# Why do the lanthanides and actinides have a 5d and 6d orbital, respectively? [duplicate]

I was taught in school that the rare earth metals were the $$\mathrm{f}$$-orbital group. Additionally, the Aufbau principle states that the order of orbitals based on energy levels is $$\mathrm{6s4f5d}$$ and $$\mathrm{7s5f6d}$$ for the lanthanides and actinides, respectively. However, upon inspection, both periods have 15 elements whereas the $$\mathrm{f}$$-orbitals can only hold 14 electrons. I was able to resolve this by assigning one electron to the $$\mathrm{5d/6d}$$-orbital, which is correct according to chemistry libretexts. Why does this occur for the rare earth metals?

Furthermore, according to libretexts, only some of the rare earth metals have a $$\mathrm{5d/6d}$$-orbital, whereas others have the $$\mathrm{6s/7s}$$-orbital and proceed to only fill their outermost $$\mathrm{f}$$-orbital. Why is this the case, and is there a way to determine which elements are like this short of simple memorization?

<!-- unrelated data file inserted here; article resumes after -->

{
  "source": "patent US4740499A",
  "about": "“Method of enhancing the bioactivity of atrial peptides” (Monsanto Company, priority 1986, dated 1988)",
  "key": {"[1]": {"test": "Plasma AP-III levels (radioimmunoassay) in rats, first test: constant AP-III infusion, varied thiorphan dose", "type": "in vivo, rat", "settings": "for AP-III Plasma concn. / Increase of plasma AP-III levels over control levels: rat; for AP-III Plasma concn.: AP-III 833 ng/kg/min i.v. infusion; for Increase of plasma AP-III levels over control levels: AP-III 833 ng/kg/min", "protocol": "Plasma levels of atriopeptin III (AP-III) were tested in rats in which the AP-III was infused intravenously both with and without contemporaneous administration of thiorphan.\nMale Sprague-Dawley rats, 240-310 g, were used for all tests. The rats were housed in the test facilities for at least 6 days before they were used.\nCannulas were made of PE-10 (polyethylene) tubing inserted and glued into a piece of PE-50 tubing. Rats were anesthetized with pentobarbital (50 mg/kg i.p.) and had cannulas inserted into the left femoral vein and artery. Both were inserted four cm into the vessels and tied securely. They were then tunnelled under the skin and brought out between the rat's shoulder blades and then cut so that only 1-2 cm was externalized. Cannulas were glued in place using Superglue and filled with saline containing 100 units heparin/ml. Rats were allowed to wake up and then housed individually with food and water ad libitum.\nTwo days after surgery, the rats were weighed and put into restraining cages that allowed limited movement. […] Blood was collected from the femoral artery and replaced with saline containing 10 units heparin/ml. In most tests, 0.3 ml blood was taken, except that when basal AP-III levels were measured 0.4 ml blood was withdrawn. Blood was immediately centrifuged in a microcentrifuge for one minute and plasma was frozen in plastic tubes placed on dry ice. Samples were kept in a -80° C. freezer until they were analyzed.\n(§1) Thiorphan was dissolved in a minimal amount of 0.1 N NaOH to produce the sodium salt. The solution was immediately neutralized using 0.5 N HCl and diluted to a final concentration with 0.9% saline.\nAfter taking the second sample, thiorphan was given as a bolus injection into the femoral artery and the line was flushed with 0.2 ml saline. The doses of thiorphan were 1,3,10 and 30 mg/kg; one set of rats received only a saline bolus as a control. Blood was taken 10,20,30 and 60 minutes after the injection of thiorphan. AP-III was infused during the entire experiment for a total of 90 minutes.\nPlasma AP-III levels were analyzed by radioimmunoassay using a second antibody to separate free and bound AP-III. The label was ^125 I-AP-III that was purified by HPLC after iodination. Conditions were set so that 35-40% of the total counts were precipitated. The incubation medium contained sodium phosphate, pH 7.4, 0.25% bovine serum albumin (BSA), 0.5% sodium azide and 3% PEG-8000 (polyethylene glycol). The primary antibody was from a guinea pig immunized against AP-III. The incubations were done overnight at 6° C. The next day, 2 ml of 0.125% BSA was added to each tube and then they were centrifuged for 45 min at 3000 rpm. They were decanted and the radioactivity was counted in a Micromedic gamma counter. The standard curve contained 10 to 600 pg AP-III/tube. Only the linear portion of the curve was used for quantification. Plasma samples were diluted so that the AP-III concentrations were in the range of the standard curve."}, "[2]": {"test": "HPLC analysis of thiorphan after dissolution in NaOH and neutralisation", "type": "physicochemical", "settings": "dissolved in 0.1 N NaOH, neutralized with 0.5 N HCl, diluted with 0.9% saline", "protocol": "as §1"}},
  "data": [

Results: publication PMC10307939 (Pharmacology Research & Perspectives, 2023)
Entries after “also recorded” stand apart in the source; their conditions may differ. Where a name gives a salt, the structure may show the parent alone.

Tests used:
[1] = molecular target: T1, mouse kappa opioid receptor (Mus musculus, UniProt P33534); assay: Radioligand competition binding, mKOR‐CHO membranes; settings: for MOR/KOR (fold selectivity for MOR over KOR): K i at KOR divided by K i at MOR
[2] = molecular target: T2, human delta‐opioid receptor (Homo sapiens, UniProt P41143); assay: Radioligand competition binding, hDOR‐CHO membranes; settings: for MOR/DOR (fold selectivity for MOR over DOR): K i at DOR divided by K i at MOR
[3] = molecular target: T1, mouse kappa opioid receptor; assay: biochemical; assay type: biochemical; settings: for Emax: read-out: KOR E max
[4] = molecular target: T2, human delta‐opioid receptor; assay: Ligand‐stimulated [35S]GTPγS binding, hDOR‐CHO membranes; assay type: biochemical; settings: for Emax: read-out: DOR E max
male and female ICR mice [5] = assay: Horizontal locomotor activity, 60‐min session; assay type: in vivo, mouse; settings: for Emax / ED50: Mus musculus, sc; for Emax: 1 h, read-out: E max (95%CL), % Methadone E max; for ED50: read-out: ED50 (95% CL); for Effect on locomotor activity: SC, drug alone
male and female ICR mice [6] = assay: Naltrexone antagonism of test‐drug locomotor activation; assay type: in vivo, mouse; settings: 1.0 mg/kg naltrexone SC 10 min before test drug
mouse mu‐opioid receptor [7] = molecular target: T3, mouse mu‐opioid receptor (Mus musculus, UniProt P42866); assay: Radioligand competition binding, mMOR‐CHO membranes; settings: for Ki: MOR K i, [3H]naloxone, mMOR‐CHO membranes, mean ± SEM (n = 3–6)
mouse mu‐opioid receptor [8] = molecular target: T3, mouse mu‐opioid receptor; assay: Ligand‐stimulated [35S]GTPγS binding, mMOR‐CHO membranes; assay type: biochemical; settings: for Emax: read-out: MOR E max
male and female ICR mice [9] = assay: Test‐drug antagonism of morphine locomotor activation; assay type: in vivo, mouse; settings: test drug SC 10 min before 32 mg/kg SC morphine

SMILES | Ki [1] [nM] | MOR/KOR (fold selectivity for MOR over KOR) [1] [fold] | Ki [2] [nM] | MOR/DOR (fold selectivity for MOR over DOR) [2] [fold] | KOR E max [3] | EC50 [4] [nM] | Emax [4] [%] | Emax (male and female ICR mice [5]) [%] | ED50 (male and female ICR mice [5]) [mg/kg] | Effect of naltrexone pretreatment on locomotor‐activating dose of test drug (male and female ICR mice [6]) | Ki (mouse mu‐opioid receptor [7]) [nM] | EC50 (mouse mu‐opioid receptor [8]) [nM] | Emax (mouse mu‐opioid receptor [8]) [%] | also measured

• There are 14 elements in the lathanide/actinide series, excluding Lanthanum and Actinium. Also, the aufbau principle pretty much breaks down after period 4, don't use it for anything other than main group elements. – Aniruddha Deb Sep 20 at 2:16
• – Mithoron Sep 20 at 16:38
• Yep, all of these help out a lot. Thanks! – convertedquorauser Sep 21 at 12:38